What starts out as Fish Fun Co.’s Ed Hardy Model gets some interesting modifications. What’s interesting are the two extensions he added to the boat for added stability. It’s not particularly advisable to go after big fish unless you use the line release feature, added buoyancy to the boat will save it if you happen to hook a big one.As for the video he doesn’t quite catch the intended carp he mentioned, but said it must have been about 18 pounds.
The Radio Ranger RC Fishing Boat!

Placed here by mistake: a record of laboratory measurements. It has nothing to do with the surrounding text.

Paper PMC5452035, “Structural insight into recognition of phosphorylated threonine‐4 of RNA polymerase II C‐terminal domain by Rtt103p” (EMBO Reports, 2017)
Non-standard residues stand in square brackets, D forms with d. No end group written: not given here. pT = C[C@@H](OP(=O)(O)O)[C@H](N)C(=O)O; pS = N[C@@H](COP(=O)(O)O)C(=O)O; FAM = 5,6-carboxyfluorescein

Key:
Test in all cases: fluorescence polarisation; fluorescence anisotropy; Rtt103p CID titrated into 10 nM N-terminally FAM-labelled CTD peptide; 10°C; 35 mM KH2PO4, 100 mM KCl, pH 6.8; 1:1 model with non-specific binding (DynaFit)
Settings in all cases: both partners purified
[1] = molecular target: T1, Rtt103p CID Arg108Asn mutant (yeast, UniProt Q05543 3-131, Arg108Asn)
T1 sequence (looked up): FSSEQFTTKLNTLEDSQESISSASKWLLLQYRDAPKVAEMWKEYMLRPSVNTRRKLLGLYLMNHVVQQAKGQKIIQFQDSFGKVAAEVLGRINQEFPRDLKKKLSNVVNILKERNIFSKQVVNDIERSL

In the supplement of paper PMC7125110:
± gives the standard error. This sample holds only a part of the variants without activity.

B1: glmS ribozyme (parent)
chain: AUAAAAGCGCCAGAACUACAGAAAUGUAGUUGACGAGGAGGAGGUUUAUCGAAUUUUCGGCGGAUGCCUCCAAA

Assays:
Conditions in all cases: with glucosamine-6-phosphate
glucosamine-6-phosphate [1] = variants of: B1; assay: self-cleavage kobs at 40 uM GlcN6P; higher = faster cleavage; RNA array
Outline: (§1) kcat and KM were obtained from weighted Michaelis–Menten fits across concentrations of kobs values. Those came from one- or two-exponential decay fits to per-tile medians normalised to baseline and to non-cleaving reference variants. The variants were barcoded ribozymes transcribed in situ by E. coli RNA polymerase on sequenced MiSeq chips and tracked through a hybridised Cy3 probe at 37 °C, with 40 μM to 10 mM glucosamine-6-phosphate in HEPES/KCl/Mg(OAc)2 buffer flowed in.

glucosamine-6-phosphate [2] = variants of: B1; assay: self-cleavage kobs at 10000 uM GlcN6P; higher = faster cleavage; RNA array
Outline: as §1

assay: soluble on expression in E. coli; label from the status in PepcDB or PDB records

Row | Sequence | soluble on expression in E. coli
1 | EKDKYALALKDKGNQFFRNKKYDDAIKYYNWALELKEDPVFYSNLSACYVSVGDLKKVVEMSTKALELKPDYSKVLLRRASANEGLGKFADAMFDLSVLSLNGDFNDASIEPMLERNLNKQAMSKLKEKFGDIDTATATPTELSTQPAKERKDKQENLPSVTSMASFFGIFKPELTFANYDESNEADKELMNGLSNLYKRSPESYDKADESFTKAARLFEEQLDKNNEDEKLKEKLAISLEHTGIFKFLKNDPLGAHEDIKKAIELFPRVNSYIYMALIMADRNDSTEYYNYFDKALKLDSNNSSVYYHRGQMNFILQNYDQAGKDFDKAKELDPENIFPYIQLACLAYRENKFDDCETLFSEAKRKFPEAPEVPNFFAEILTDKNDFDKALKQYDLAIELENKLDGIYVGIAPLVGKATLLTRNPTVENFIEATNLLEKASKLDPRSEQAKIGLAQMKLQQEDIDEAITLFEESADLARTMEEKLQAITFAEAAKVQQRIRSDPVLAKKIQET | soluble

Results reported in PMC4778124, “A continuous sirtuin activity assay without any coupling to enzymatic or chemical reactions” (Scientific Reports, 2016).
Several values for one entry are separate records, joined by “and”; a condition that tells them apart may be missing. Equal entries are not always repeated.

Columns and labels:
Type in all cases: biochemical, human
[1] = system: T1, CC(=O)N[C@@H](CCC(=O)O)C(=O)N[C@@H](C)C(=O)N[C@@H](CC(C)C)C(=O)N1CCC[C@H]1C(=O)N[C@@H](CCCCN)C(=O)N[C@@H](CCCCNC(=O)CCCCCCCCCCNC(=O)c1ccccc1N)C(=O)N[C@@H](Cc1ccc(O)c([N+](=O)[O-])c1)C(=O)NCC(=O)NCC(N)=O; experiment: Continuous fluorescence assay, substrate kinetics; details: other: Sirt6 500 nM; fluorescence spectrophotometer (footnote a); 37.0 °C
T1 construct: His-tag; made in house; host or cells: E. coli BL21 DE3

The sea was calm, the day was hot and the wiry little man stalking down the beach with a big rod under one arm and a little boat under the other looked for all the world like a demented angler who had given up fishing for towing toy boats through the surf on the end of his fishing line. But looks are deceiving. The angler was Herb Goodman of Lake Worth, Florida, a remarkably dedicated shark fishem1an. Herb was no stranger to Boynton Beach that Sunday afternoon in mid-July. And the boat under his arm was no plaything. It was an ingenious device he built for launching baits, specifically shark baits in the two to five-pound category. The craft was thirty-six inches overall. Outriggers contained two six-volt Ray-0-Vac batteries for powering two small motors originally designed for bailing out a boat. Propulsion was by aluminum paddle wheels, one on each side of the hull. Inside the miniature vessel was an electronic guidance system that could be activated by a compact wireless transmitter from shore. Herb propped his fiberglass Harnell rod and 12/o Penn reel on shore, scooping a hole in the sand for the rod butt and bracing the reel with a slab of driftwood. He put the reel on clicker and paid out his 130-pound-test dacron line to the water's edge. At the end of the line was fiftteen feet of flexible cable terminating in two 12-o Sobey hooks, both firmly skewered into the bow and stern of a whole bonito weighing about seven pounds. If the belly of the bonito seemed to have an unnatural bulge it was because Herb had inserted half a sash weight, which would later hold the bait down. When everything was ready, Herb waded the boat and bonito just out beyond the riffling surf, loaded the bait aboard and set the craft adrift. On shore he flipped the switch of the small transmitter and the boat's paddle wheels began churning. Slowly it moved out into deeper water, throwing up a small wake and towing the heavy leader and line behind it. The 12/o chattered evenly and the dacron moved out through the guides. Minutes later Herb squinted toward the tiny vessel that was now barely a white speck some three hundred yards from shore. "That should do it," he said, and threw the reel in gear. Line stopped. The bait dragged off the stem into the water. Herb manipulated the transmitter again and the craft executed a right turn and headed back toward the beach. "Can't use the boat all the time," Herb told me as he snapped his reel out of gear and dropped down on the sand beside it. "When there's waves it doesn't work right. Can't keep it on course. Takes calm days like this, then she goes perfect." He peered out at the little boat homing in on us. "Now all we got to do is wait and see what happens," he said, smiling. Things have been happening to Herb Goodman at Boynton Beach Inlet every Sunday for longer than he cares to remember. They all concern sharks, and the only thing that. occasionally breaks up the routine is a giant ray. His most recent conquest was a nose-to-tail-tip fourteen-foot specimen that put up a two-hour battle and weighed about a thousand pounds. The fact is he likes it. lie likes the challenge, the excitement, the rough-and-tumble fight and the crowd ~attracts-the people who can't quite believe what they see this spunky little man in a natty straw hat haul out of the ocean on a Sunday afternoon. He doesn't have a fancy boat, nor do his catches have the revered reputations of sailfish or marlin. But no one who has ever setn him in action will ever doubt that Herb Goodman's sport isn't big-game fishing in all its glory.